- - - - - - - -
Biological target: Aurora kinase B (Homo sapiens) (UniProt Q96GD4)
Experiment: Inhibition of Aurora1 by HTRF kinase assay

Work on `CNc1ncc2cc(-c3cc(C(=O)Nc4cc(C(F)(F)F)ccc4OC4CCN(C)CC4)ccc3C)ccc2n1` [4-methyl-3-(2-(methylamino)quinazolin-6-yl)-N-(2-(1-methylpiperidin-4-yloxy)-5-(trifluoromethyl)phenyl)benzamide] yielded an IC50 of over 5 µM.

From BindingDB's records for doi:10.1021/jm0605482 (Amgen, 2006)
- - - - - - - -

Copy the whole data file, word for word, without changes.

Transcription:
Biological target: Aurora kinase B (Homo sapiens) (UniProt Q96GD4)
Experiment: Inhibition of Aurora1 by HTRF kinase assay

Work on `CNc1ncc2cc(-c3cc(C(=O)Nc4cc(C(F)(F)F)ccc4OC4CCN(C)CC4)ccc3C)ccc2n1` [4-methyl-3-(2-(methylamino)quinazolin-6-yl)-N-(2-(1-methylpiperidin-4-yloxy)-5-(trifluoromethyl)phenyl)benzamide] yielded an IC50 of over 5 µM.

From BindingDB's records for doi:10.1021/jm0605482 (Amgen, 2006)